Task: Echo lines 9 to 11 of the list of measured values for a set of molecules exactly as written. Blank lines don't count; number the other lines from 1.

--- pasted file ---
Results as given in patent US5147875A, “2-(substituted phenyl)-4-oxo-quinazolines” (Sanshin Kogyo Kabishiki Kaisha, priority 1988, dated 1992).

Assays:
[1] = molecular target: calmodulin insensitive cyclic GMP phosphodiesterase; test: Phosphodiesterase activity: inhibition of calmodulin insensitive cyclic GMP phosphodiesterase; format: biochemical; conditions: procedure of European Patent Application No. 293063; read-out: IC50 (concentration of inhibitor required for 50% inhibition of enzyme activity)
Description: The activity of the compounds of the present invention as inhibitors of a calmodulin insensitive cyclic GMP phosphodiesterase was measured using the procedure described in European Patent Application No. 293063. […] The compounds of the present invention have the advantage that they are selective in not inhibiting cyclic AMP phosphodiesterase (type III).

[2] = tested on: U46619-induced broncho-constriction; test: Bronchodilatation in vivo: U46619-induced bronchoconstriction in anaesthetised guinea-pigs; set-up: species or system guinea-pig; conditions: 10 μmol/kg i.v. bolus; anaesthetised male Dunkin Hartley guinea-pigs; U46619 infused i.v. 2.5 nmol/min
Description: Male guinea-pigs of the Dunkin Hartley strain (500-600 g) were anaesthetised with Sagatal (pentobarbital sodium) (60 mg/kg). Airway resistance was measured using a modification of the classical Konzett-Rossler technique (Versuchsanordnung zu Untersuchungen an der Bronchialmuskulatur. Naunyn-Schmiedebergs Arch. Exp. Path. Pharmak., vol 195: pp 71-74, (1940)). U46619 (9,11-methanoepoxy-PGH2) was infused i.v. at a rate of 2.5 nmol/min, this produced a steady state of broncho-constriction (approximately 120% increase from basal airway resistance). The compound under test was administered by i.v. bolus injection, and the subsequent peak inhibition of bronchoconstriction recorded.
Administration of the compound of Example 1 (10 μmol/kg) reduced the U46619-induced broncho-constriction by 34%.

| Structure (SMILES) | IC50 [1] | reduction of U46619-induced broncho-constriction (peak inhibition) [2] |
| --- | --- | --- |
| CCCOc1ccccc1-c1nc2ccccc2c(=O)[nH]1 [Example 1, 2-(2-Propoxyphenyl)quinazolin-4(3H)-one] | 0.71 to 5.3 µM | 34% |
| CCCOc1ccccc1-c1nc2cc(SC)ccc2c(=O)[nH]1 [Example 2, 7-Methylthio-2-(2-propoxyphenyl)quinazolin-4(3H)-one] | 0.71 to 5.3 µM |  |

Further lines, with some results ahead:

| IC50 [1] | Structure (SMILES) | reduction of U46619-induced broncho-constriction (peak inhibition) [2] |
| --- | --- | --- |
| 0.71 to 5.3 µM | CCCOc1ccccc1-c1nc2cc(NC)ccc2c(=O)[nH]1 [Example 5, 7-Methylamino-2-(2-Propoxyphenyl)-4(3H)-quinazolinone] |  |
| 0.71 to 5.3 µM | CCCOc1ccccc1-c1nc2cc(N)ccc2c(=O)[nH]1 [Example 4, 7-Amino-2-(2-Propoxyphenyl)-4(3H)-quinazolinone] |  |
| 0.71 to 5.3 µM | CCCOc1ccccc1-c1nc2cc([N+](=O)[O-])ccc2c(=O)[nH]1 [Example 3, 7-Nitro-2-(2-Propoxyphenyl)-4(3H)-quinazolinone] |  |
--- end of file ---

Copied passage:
| --- | --- | --- |
| CCCOc1ccccc1-c1nc2ccccc2c(=O)[nH]1 [Example 1, 2-(2-Propoxyphenyl)quinazolin-4(3H)-one] | 0.71 to 5.3 µM | 34% |
| CCCOc1ccccc1-c1nc2cc(SC)ccc2c(=O)[nH]1 [Example 2, 7-Methylthio-2-(2-propoxyphenyl)quinazolin-4(3H)-one] | 0.71 to 5.3 µM |  |